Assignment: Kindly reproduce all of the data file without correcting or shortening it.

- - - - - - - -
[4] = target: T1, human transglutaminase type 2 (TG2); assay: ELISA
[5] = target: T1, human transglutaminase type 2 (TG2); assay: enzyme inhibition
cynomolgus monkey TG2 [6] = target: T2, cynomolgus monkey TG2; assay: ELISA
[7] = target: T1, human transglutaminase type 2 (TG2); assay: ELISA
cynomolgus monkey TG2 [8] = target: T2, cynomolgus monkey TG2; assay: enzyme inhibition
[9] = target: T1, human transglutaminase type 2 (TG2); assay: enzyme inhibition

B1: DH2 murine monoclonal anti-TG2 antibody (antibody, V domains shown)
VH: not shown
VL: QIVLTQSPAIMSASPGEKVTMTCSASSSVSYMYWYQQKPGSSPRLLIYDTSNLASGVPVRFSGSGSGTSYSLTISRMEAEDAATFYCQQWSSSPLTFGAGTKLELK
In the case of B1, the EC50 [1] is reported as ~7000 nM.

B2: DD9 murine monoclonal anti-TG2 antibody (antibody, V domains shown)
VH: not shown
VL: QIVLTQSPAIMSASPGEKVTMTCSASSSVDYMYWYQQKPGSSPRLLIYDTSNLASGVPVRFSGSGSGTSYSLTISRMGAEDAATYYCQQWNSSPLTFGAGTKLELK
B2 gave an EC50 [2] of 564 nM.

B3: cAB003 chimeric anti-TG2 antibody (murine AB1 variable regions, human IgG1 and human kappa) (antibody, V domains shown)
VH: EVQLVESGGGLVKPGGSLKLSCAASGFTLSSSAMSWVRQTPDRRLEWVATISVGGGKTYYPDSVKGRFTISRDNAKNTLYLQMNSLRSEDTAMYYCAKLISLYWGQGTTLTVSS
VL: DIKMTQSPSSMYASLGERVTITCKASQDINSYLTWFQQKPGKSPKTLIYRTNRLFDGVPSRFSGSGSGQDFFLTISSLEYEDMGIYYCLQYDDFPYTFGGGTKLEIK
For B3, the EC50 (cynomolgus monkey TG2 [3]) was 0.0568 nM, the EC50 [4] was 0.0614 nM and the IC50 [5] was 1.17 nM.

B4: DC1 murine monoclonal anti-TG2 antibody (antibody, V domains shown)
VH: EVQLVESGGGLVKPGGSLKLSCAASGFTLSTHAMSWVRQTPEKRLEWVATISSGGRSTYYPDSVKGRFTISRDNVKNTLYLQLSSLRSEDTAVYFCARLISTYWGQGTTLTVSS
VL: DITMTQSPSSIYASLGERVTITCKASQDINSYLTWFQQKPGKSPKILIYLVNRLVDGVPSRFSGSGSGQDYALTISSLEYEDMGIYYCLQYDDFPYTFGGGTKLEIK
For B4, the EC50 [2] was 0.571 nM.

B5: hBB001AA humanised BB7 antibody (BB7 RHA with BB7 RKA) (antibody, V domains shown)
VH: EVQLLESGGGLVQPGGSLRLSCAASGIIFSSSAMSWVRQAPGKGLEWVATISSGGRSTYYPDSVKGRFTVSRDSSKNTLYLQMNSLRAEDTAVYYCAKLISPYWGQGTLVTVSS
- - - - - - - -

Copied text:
[4] = target: T1, human transglutaminase type 2 (TG2); assay: ELISA
[5] = target: T1, human transglutaminase type 2 (TG2); assay: enzyme inhibition
cynomolgus monkey TG2 [6] = target: T2, cynomolgus monkey TG2; assay: ELISA
[7] = target: T1, human transglutaminase type 2 (TG2); assay: ELISA
cynomolgus monkey TG2 [8] = target: T2, cynomolgus monkey TG2; assay: enzyme inhibition
[9] = target: T1, human transglutaminase type 2 (TG2); assay: enzyme inhibition

B1: DH2 murine monoclonal anti-TG2 antibody (antibody, V domains shown)
VH: not shown
VL: QIVLTQSPAIMSASPGEKVTMTCSASSSVSYMYWYQQKPGSSPRLLIYDTSNLASGVPVRFSGSGSGTSYSLTISRMEAEDAATFYCQQWSSSPLTFGAGTKLELK
In the case of B1, the EC50 [1] is reported as ~7000 nM.

B2: DD9 murine monoclonal anti-TG2 antibody (antibody, V domains shown)
VH: not shown
VL: QIVLTQSPAIMSASPGEKVTMTCSASSSVDYMYWYQQKPGSSPRLLIYDTSNLASGVPVRFSGSGSGTSYSLTISRMGAEDAATYYCQQWNSSPLTFGAGTKLELK
B2 gave an EC50 [2] of 564 nM.

B3: cAB003 chimeric anti-TG2 antibody (murine AB1 variable regions, human IgG1 and human kappa) (antibody, V domains shown)
VH: EVQLVESGGGLVKPGGSLKLSCAASGFTLSSSAMSWVRQTPDRRLEWVATISVGGGKTYYPDSVKGRFTISRDNAKNTLYLQMNSLRSEDTAMYYCAKLISLYWGQGTTLTVSS
VL: DIKMTQSPSSMYASLGERVTITCKASQDINSYLTWFQQKPGKSPKTLIYRTNRLFDGVPSRFSGSGSGQDFFLTISSLEYEDMGIYYCLQYDDFPYTFGGGTKLEIK
For B3, the EC50 (cynomolgus monkey TG2 [3]) was 0.0568 nM, the EC50 [4] was 0.0614 nM and the IC50 [5] was 1.17 nM.

B4: DC1 murine monoclonal anti-TG2 antibody (antibody, V domains shown)
VH: EVQLVESGGGLVKPGGSLKLSCAASGFTLSTHAMSWVRQTPEKRLEWVATISSGGRSTYYPDSVKGRFTISRDNVKNTLYLQLSSLRSEDTAVYFCARLISTYWGQGTTLTVSS
VL: DITMTQSPSSIYASLGERVTITCKASQDINSYLTWFQQKPGKSPKILIYLVNRLVDGVPSRFSGSGSGQDYALTISSLEYEDMGIYYCLQYDDFPYTFGGGTKLEIK
For B4, the EC50 [2] was 0.571 nM.

B5: hBB001AA humanised BB7 antibody (BB7 RHA with BB7 RKA) (antibody, V domains shown)
VH: EVQLLESGGGLVQPGGSLRLSCAASGIIFSSSAMSWVRQAPGKGLEWVATISSGGRSTYYPDSVKGRFTVSRDSSKNTLYLQMNSLRAEDTAVYYCAKLISPYWGQGTLVTVSS